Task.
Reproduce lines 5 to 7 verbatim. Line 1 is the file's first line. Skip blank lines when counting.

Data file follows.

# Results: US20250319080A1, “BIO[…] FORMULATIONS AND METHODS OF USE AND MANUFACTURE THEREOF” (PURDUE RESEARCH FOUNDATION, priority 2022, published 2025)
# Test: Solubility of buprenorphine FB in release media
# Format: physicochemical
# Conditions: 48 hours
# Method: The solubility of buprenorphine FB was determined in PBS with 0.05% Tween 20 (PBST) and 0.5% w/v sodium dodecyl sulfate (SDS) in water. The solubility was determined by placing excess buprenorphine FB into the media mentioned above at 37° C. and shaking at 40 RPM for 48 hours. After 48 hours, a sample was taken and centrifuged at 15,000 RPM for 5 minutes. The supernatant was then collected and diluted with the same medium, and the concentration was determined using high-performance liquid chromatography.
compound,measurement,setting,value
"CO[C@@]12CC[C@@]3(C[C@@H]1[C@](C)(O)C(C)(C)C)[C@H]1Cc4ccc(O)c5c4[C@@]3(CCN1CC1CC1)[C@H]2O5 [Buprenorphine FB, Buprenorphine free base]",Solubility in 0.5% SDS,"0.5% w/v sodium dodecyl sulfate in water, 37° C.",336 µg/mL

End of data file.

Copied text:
# Method: The solubility of buprenorphine FB was determined in PBS with 0.05% Tween 20 (PBST) and 0.5% w/v sodium dodecyl sulfate (SDS) in water. The solubility was determined by placing excess buprenorphine FB into the media mentioned above at 37° C. and shaking at 40 RPM for 48 hours. After 48 hours, a sample was taken and centrifuged at 15,000 RPM for 5 minutes. The supernatant was then collected and diluted with the same medium, and the concentration was determined using high-performance liquid chromatography.
compound,measurement,setting,value
"CO[C@@]12CC[C@@]3(C[C@@H]1[C@](C)(O)C(C)(C)C)[C@H]1Cc4ccc(O)c5c4[C@@]3(CCN1CC1CC1)[C@H]2O5 [Buprenorphine FB, Buprenorphine free base]",Solubility in 0.5% SDS,"0.5% w/v sodium dodecyl sulfate in water, 37° C.",336 µg/mL